Today we continue along the block bounded by (Port) Richmond Avenue, Church Street, Park Avenue, and Ann Street and then around the corner and down Church and back to (Port) Richmon.
The stretch of Park Avenue shows us the first apartment building in this project. I wish I knew more of the history of the neighborhood's evolution. The F.W. Beers 1874 map shows Port Richmond as place of detached houses and large, open lots. By 1917, the town has started to become the place it remains today, a significant commercial avenue bounded by residential blocks, and some industrial sites scattered around the edges.
This block of Church Street is another place where several of the old buildings have vanished. With the train overhead and non-residential neighbors, people weren't too keen on living there anymore. Or there was a fire. Lots of fires in the old days.
You can see how the apartment has suffered from some modifications over the years. Two windows on the Park Avenue side have been sealed. Those little squares at the top right of the white rectangles are vents, so maybe dryers were installed.
The pictures below show the usual removal of architectural detail. The arched window and door have had the muntins removed and the whole space cemented over. The multi-paned entrance door has been replaced with an ugly, metal slab door. Then there's the graffiti.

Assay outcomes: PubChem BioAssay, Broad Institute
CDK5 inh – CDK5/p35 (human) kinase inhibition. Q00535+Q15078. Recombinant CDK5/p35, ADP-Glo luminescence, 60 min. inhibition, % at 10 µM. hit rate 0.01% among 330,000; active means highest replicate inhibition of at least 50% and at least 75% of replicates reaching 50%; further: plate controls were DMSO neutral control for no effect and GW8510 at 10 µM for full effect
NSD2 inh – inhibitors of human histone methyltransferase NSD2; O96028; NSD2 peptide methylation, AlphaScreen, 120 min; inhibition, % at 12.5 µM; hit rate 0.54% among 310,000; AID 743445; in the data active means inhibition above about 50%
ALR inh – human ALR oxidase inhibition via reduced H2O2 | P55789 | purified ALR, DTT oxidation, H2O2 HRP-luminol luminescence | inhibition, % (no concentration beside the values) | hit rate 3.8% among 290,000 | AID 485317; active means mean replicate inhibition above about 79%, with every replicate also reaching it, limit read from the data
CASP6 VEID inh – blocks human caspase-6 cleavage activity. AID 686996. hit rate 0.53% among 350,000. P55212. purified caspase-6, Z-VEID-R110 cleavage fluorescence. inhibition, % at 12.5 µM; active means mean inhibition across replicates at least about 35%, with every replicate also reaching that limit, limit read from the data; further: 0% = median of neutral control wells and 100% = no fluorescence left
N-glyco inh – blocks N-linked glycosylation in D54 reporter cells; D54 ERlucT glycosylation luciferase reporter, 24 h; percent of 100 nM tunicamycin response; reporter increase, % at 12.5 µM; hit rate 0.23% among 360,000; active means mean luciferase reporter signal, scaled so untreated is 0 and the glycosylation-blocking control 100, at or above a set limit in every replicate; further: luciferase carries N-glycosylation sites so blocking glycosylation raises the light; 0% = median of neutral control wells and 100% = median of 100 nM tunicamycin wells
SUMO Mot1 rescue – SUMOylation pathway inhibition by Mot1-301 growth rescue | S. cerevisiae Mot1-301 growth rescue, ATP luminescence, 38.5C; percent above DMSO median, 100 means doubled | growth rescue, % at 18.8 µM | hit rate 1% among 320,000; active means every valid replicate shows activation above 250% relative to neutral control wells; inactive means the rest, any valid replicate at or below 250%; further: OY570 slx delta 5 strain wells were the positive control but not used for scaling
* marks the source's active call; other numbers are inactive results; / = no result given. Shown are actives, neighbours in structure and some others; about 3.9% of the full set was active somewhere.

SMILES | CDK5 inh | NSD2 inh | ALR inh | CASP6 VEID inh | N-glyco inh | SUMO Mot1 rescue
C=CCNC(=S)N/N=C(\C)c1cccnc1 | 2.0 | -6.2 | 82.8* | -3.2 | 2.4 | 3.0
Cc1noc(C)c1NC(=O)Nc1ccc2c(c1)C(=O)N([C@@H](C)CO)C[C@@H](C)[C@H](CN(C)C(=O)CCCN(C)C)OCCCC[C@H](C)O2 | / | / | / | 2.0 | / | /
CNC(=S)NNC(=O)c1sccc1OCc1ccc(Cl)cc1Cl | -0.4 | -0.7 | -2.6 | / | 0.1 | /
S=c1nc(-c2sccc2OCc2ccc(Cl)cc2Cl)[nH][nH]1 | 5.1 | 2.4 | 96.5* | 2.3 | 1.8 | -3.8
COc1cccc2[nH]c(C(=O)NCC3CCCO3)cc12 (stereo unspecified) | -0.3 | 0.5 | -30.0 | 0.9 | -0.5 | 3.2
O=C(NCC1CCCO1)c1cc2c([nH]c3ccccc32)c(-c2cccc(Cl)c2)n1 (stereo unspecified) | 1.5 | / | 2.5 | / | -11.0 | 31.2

I don't know what this building was, though I guess it was connected to the old North Shore train line. It reminds me of the SIRT station at New Dorp. Today, it's privately owned and based on the sealed windows I think it might be used for storage.
UPDATE: Apparently, it was used as a public toilet in the forties and fifties.
The print shop is an interesting hybrid I've noticed in several other places in Port Richmond. A house has an extension built on to the front for commercial use. From what can be seen of the original house, it looks like the one next to it.
On the right side of the picture you can see the back of Richmond Chandelier. The original lines of the building are there, just covered with cement or whatever.
G.W. Bromley 1917 Map
F.W. Beers 1874 Map